Globalization, or globalisation (Commonwealth English; see spelling differences), is the process of interaction and integration among people, companies, and governments worldwide. The term globalization first appeared in the early 20th century (supplanting an earlier French term mondialization), developed its current meaning some time in the second half of the 20th century, and came into popular use in the 1990s to describe the unprecedented international connectivity of the post-Cold War world. Its origins can be traced back to 18th and 19th centuries due to advances in transportation and communications technology. This increase in global interactions has caused a growth in international trade and the exchange of ideas, beliefs, and culture. Globalization is primarily an economic process of interaction and integration that is associated with social and cultural aspects. However, disputes and international diplomacy are also large parts of the history of globalization, and of modern globalization.
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Economically, globalization involves goods, services, data, technology, and the economic resources of capital. The expansion of global markets liberalizes the economic activities of the exchange of goods and funds. Removal of cross-border trade barriers has made the formation of global markets more feasible. Advances in transportation, like the steam locomotive, steamship, jet engine, and container ships, and developments in telecommunication infrastructure, like the telegraph, Internet, mobile phones, and smartphones, have been major factors in globalization and have generated further interdependence of economic and cultural activities around the globe.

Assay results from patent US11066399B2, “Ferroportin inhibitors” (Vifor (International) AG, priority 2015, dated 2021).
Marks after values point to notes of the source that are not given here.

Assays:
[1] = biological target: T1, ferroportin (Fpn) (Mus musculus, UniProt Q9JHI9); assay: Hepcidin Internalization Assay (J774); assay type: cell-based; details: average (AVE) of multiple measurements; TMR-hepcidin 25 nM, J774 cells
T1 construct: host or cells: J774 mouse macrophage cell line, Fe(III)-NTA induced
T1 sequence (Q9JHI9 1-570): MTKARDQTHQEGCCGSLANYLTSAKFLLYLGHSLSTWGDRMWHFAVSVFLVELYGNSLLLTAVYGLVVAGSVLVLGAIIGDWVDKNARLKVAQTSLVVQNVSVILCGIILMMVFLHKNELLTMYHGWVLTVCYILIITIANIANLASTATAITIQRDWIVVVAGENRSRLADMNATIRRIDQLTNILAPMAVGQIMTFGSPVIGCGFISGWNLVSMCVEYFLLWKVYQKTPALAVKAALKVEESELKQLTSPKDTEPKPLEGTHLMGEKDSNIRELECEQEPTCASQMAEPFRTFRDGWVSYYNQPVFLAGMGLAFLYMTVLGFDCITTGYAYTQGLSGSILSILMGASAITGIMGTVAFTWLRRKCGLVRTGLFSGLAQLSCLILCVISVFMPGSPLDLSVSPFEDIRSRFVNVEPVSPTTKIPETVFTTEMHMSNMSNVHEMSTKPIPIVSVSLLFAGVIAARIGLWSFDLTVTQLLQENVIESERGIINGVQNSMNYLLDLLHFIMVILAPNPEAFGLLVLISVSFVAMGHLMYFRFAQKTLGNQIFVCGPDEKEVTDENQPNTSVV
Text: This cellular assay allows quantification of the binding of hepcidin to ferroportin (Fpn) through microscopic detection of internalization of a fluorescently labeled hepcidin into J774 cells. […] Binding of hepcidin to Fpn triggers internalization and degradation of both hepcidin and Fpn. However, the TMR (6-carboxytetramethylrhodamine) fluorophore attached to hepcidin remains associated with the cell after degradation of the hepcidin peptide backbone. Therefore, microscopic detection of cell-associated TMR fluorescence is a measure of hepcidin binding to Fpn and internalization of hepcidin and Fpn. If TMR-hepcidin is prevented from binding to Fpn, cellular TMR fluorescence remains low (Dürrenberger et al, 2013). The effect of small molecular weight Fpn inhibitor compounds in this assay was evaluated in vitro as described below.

Though many scholars place the origins of globalization in modern times, others trace its history to long before the European Age of Discovery and voyages to the New World, and some even to the third millennium BCE. Large-scale globalization began in the 1820s, and in the late 19th century and early 20th century drove a rapid expansion in the connectivity of the world's economies and cultures. The term global city was subsequently popularized by sociologist Saskia Sassen in her work The Global City: New York, London, Tokyo (1991).
In 2000, the International Monetary Fund (IMF) identified four basic aspects of globalization: trade and transactions, capital and investment movements, migration and movement of people, and the dissemination of knowledge. Globalizing processes affect and are affected by business and work organization, economics, sociocultural resources, and the natural environment. Academic literature commonly divides globalization into three major areas: economic globalization, cultural globalization, and political globalization.